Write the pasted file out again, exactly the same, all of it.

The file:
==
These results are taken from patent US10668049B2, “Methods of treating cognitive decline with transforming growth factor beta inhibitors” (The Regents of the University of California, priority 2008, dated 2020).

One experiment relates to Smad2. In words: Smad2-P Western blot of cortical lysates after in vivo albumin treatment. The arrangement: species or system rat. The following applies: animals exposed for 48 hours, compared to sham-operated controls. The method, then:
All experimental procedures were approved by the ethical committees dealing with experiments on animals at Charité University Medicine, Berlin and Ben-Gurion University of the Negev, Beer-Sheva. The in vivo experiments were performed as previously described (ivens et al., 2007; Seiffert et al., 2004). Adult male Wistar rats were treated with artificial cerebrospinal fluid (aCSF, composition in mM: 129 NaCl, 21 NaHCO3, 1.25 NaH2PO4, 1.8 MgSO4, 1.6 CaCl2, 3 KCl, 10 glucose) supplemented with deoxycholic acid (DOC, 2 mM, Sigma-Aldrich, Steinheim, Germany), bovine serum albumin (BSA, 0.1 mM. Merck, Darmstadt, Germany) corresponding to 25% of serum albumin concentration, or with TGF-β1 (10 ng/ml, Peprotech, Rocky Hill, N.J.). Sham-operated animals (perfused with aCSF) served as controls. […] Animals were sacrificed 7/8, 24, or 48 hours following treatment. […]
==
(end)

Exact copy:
These results are taken from patent US10668049B2, “Methods of treating cognitive decline with transforming growth factor beta inhibitors” (The Regents of the University of California, priority 2008, dated 2020).

One experiment relates to Smad2. In words: Smad2-P Western blot of cortical lysates after in vivo albumin treatment. The arrangement: species or system rat. The following applies: animals exposed for 48 hours, compared to sham-operated controls. The method, then:
All experimental procedures were approved by the ethical committees dealing with experiments on animals at Charité University Medicine, Berlin and Ben-Gurion University of the Negev, Beer-Sheva. The in vivo experiments were performed as previously described (ivens et al., 2007; Seiffert et al., 2004). Adult male Wistar rats were treated with artificial cerebrospinal fluid (aCSF, composition in mM: 129 NaCl, 21 NaHCO3, 1.25 NaH2PO4, 1.8 MgSO4, 1.6 CaCl2, 3 KCl, 10 glucose) supplemented with deoxycholic acid (DOC, 2 mM, Sigma-Aldrich, Steinheim, Germany), bovine serum albumin (BSA, 0.1 mM. Merck, Darmstadt, Germany) corresponding to 25% of serum albumin concentration, or with TGF-β1 (10 ng/ml, Peprotech, Rocky Hill, N.J.). Sham-operated animals (perfused with aCSF) served as controls. […] Animals were sacrificed 7/8, 24, or 48 hours following treatment. […]